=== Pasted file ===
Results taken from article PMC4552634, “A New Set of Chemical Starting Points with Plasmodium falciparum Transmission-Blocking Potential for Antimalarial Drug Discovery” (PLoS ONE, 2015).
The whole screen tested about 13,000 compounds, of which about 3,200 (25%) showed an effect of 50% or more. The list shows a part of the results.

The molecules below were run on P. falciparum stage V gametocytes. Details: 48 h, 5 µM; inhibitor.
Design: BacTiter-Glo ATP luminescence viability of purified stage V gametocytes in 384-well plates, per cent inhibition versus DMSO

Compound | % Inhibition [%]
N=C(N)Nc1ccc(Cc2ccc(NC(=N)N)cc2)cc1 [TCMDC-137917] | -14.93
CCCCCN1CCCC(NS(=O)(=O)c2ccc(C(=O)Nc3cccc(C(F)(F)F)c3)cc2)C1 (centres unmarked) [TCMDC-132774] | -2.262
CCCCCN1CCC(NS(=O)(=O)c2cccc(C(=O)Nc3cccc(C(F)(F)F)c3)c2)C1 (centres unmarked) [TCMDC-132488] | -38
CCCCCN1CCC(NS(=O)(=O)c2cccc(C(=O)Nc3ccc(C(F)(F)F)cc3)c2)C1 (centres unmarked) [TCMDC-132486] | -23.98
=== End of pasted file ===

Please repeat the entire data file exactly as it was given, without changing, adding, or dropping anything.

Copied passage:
Results taken from article PMC4552634, “A New Set of Chemical Starting Points with Plasmodium falciparum Transmission-Blocking Potential for Antimalarial Drug Discovery” (PLoS ONE, 2015).
The whole screen tested about 13,000 compounds, of which about 3,200 (25%) showed an effect of 50% or more. The list shows a part of the results.

The molecules below were run on P. falciparum stage V gametocytes. Details: 48 h, 5 µM; inhibitor.
Design: BacTiter-Glo ATP luminescence viability of purified stage V gametocytes in 384-well plates, per cent inhibition versus DMSO

Compound | % Inhibition [%]
N=C(N)Nc1ccc(Cc2ccc(NC(=N)N)cc2)cc1 [TCMDC-137917] | -14.93
CCCCCN1CCCC(NS(=O)(=O)c2ccc(C(=O)Nc3cccc(C(F)(F)F)c3)cc2)C1 (centres unmarked) [TCMDC-132774] | -2.262
CCCCCN1CCC(NS(=O)(=O)c2cccc(C(=O)Nc3cccc(C(F)(F)F)c3)c2)C1 (centres unmarked) [TCMDC-132488] | -38
CCCCCN1CCC(NS(=O)(=O)c2cccc(C(=O)Nc3ccc(C(F)(F)F)cc3)c2)C1 (centres unmarked) [TCMDC-132486] | -23.98